In 1854, a woman named Elizabeth Jennings Graham refused to leave a segregated streetcar, and was forcefully removed. Her father sued (future president Chester A. Arthur as lawyer), she won, and was awarded money and those streetcars were desegregated. She later helped found the first kindergarten in NYC for Black children. In 2007, some students learned of her story and successfully campaigned to rename a city block “Elizabeth Jennings Place”.
Fact check the sources used for this fact at the end of this article.
When Elizabeth Jennings Graham boarded the streetcar, and was asked to leave, she was finally told she could stay, but that other passengers’ complaints will lead to her removal. She was rightfully insulted, and replied to the conductor that she “was a respectable person, before adding “that he was a good for nothing impudent fellow for insulting decent persons while on their way to church.”
That sent the conductor into a fury, and a police officer joined in to try to remove her. A report in the New York Tribune described the incident graphically:
“he took hold of her by force to expel her. She resisted. The conductor got her down on the platform, jammed her bonnet, soiled her dress and injured her person. Quite a crowd gathered, but she effectually resisted. Finally, after the car had gone on further, with the aid of a policeman they succeeded in removing her.”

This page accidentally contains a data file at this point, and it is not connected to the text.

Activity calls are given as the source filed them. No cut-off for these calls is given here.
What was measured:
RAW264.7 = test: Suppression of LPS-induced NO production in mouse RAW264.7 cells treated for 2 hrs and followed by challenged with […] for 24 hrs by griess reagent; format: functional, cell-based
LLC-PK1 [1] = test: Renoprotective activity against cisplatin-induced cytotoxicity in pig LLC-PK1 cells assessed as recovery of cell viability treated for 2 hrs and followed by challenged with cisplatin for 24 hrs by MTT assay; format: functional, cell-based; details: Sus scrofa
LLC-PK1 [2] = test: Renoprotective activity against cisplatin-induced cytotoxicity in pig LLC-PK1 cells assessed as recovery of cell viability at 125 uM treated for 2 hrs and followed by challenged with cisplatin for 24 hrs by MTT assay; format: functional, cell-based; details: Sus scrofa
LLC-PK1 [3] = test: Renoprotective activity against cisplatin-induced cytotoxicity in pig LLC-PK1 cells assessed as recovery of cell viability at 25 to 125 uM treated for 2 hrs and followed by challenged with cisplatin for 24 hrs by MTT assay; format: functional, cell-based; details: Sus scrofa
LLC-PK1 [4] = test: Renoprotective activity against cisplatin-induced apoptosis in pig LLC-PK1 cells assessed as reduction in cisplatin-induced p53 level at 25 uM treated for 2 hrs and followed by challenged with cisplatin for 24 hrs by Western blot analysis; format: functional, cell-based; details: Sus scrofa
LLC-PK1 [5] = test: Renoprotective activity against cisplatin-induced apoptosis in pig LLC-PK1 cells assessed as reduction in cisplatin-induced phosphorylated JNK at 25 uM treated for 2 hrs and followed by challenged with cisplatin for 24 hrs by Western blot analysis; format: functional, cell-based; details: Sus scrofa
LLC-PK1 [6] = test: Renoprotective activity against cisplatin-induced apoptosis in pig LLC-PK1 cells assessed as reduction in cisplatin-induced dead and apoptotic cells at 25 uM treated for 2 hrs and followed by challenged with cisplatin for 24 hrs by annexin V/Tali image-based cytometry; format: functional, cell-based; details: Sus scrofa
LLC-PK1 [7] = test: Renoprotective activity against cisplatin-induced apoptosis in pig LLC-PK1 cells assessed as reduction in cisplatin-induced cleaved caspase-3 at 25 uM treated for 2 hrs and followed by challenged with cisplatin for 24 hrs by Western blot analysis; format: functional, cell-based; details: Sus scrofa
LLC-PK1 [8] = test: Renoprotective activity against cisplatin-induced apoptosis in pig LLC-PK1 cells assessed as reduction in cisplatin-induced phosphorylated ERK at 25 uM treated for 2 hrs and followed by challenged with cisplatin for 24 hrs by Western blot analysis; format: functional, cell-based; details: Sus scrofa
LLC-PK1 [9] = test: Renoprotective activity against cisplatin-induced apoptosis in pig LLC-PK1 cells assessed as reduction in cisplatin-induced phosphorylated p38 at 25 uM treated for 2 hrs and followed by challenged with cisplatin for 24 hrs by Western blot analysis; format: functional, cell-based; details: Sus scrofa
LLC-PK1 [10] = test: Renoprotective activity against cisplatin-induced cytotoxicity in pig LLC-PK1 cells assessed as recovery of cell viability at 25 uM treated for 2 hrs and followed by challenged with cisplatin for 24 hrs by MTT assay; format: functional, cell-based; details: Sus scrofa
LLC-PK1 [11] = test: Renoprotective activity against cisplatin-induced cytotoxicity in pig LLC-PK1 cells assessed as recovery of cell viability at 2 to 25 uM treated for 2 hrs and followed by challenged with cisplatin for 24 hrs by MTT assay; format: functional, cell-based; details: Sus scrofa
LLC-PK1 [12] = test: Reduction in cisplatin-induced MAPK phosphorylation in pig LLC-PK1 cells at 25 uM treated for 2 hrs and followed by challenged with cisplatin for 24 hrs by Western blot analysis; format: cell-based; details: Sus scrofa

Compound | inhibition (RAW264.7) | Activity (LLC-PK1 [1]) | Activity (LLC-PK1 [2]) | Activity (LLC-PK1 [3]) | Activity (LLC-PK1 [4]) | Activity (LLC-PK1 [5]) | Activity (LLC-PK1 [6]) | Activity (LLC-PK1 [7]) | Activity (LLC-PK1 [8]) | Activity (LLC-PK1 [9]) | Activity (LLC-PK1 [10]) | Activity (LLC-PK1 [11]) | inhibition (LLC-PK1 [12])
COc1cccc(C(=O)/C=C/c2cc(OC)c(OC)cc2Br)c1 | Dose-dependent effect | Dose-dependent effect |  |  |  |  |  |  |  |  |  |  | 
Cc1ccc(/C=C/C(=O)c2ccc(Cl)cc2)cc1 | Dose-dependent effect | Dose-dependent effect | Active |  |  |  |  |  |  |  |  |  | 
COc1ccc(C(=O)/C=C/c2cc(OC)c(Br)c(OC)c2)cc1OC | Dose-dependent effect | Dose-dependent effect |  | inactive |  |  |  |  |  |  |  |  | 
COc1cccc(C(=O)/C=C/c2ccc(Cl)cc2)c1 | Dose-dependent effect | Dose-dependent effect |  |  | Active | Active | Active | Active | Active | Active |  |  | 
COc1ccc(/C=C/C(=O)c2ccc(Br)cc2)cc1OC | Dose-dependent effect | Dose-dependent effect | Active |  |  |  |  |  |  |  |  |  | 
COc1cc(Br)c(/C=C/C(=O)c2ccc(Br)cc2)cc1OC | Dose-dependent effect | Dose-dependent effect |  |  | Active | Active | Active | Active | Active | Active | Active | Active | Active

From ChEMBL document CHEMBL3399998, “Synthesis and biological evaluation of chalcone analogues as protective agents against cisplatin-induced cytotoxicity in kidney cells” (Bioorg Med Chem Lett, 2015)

When word got out within her community of the incident, her father filed a lawsuit against the company. The lawyer was none other than the future U.S. president, Chester A. Arthur.
They won the lawsuit and were awarded somewhere between $225 and $250 (thousands in today’s dollars). The streetcar company was ordered to desegregate its cars.
Later on, after the 1863 New York City Draft Riots and due to an increase in racial violence, her family was forced to leave the city.
Upon returning, she helped start the first kindergarten for Black children in Manhattan. Elizabeth Jennings Graham passed away in 1901.
Her activism around the streetcar incident would pave the way for future fights against segregation. In 2007, some students in a Manhattan school launched a campaign after learning her story leading the city to rename a block on Park Row “Elizabeth Jennings Place”.
FACT CHECK – Elizabeth Jennings Graham
See the sources used for this fact:
NYTimes – https://www.nytimes.com/interactive/2019/obituaries/elizabeth-jennings-overlooked.html
Museum of the City of New York – https://www.mcny.org/sites/default/files/2021-06/MCNYElizabethJenningsGraham.pdf
JSTOR – https://daily.jstor.org/the-woman-who-refused-to-leave-a-whites-only-streetcar/